The Scoop on Runny Poop: Diarrhea in Horses

While some types of diarrhea in horses present little to worry about if watched carefully, others can be life-threatening. Read more about this condition’s causes, diagnosis, and treatment.

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The Scoop on Runny Poop: Diarrhea in Horses
Severe diarrhea cases require supportive care, such as administering intravenous fluids to rehydrate horses. | Photo: Courtesy Chris Tully/Rood and Riddle

Be it due to toxins, infectious agents, or simply diet changes, diarrhea in horses is no laughing matter.

It’’s a nasty, messy bodily (dys)function. And while it might be the source of little boys’ hysterical laughter and the stuff of snickers even among adults, it’s no joke to horse owners. Diarrhea occurs when the intestine doesn’t absorb electrolytes and water normally, instead allowing them to pass out of the body in loose or watery stools. It can be acute or chronic.

While some types of equine diarrhea present little to worry about if watched carefully, others can be life-threatening.

“In humans, diarrhea is generally benign,” says Rose Nolen-Walston, DVM, Dipl. ACVIM (LAIM), associate professor at the University of Pennsylvania’s New Bolton Center, in Kennett Square. “But horses have a rather delicate large intestine that has a very minutely balanced flora of bacteria, and something that disrupts that balance can cause diarrhea even without a particular pathogenic (disease-causing) bug being there. We call that colonic dysbiosis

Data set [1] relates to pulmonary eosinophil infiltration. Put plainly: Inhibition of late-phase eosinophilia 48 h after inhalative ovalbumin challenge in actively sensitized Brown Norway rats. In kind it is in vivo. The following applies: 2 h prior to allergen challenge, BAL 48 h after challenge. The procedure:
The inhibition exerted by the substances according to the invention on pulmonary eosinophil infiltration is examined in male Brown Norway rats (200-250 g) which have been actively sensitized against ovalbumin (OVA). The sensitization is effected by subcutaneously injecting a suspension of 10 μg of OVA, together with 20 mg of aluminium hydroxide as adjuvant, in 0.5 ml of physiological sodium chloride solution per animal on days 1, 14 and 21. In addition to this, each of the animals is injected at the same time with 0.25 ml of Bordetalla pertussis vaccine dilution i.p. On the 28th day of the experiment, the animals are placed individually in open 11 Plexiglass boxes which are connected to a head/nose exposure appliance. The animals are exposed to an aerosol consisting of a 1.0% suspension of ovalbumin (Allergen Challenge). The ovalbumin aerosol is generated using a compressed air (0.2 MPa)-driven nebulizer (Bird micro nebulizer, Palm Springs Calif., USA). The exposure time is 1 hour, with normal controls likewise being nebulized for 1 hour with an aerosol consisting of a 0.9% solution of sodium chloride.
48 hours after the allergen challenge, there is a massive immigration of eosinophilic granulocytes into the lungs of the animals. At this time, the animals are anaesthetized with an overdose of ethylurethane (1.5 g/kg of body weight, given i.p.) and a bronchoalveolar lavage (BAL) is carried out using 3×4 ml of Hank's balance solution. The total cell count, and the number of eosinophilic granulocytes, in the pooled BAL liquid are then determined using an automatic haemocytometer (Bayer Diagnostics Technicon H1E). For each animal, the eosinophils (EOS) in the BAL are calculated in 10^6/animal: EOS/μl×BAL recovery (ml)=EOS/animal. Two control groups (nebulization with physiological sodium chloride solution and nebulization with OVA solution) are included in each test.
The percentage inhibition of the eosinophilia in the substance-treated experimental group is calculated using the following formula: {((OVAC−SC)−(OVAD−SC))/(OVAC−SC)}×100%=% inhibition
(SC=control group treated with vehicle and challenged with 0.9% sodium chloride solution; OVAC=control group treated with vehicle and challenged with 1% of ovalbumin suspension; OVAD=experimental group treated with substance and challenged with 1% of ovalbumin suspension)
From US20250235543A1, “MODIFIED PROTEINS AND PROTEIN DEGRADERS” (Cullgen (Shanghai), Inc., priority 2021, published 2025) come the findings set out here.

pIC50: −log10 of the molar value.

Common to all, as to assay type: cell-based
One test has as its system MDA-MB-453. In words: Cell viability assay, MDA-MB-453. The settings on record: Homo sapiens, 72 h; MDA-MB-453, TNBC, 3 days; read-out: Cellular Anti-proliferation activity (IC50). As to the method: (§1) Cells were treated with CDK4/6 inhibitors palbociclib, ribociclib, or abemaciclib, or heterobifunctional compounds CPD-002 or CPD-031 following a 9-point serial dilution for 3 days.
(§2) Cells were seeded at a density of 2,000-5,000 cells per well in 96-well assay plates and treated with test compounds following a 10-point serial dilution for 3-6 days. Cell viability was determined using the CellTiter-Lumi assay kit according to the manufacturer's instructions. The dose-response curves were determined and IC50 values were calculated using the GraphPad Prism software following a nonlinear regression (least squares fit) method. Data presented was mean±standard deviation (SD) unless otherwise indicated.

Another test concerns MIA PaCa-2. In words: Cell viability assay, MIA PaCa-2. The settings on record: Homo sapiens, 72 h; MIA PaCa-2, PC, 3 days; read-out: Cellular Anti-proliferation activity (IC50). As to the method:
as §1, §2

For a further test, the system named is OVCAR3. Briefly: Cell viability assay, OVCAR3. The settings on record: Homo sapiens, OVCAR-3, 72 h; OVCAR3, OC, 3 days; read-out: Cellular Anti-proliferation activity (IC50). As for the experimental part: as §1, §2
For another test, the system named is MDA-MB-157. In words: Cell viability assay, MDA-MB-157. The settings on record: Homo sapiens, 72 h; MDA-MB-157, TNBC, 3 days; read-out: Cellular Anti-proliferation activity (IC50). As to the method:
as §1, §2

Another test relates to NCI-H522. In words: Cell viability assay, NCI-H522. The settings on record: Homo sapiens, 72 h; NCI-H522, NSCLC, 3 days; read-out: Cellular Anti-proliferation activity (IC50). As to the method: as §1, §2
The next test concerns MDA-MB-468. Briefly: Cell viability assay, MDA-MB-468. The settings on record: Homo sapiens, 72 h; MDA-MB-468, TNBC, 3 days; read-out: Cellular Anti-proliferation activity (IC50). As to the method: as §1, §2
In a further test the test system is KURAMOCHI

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Written by:

Diane Rice earned her bachelor’s degree in agricultural journalism from the University of Wisconsin, then married her education with her lifelong passion for horses by working in editorial positions at Appaloosa Journal for 12 years. She has also served on the American Horse Publications’ board of directors. She now freelances in writing, editing, and proofreading. She lives in Middleton, Idaho, and spends her spare time gardening, reading, serving in her church, and spending time with her daughters, their families, and a myriad of her own and other people’s pets.

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